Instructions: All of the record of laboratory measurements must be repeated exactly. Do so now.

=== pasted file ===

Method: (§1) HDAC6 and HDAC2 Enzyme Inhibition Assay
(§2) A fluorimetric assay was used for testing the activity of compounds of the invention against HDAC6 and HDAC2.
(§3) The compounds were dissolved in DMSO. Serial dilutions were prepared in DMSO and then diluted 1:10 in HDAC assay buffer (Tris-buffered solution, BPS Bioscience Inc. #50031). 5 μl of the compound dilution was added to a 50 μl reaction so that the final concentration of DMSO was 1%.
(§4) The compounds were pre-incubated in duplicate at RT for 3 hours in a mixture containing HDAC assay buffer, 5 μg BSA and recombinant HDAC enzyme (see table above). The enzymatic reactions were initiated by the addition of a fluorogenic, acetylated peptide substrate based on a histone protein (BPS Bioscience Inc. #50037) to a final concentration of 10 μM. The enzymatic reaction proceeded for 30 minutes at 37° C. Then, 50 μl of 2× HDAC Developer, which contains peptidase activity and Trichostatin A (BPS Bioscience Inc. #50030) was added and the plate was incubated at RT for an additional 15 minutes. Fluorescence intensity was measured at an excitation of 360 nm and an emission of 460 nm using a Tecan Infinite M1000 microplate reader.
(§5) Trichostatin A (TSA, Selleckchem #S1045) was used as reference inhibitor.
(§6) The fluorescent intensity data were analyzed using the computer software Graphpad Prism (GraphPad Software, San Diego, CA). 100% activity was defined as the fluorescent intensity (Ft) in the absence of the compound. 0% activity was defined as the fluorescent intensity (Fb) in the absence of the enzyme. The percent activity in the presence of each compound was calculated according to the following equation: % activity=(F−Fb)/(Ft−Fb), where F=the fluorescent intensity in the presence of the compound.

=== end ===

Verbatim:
Method: (§1) HDAC6 and HDAC2 Enzyme Inhibition Assay
(§2) A fluorimetric assay was used for testing the activity of compounds of the invention against HDAC6 and HDAC2.
(§3) The compounds were dissolved in DMSO. Serial dilutions were prepared in DMSO and then diluted 1:10 in HDAC assay buffer (Tris-buffered solution, BPS Bioscience Inc. #50031). 5 μl of the compound dilution was added to a 50 μl reaction so that the final concentration of DMSO was 1%.
(§4) The compounds were pre-incubated in duplicate at RT for 3 hours in a mixture containing HDAC assay buffer, 5 μg BSA and recombinant HDAC enzyme (see table above). The enzymatic reactions were initiated by the addition of a fluorogenic, acetylated peptide substrate based on a histone protein (BPS Bioscience Inc. #50037) to a final concentration of 10 μM. The enzymatic reaction proceeded for 30 minutes at 37° C. Then, 50 μl of 2× HDAC Developer, which contains peptidase activity and Trichostatin A (BPS Bioscience Inc. #50030) was added and the plate was incubated at RT for an additional 15 minutes. Fluorescence intensity was measured at an excitation of 360 nm and an emission of 460 nm using a Tecan Infinite M1000 microplate reader.
(§5) Trichostatin A (TSA, Selleckchem #S1045) was used as reference inhibitor.
(§6) The fluorescent intensity data were analyzed using the computer software Graphpad Prism (GraphPad Software, San Diego, CA). 100% activity was defined as the fluorescent intensity (Ft) in the absence of the compound. 0% activity was defined as the fluorescent intensity (Fb) in the absence of the enzyme. The percent activity in the presence of each compound was calculated according to the following equation: % activity=(F−Fb)/(Ft−Fb), where F=the fluorescent intensity in the presence of the compound.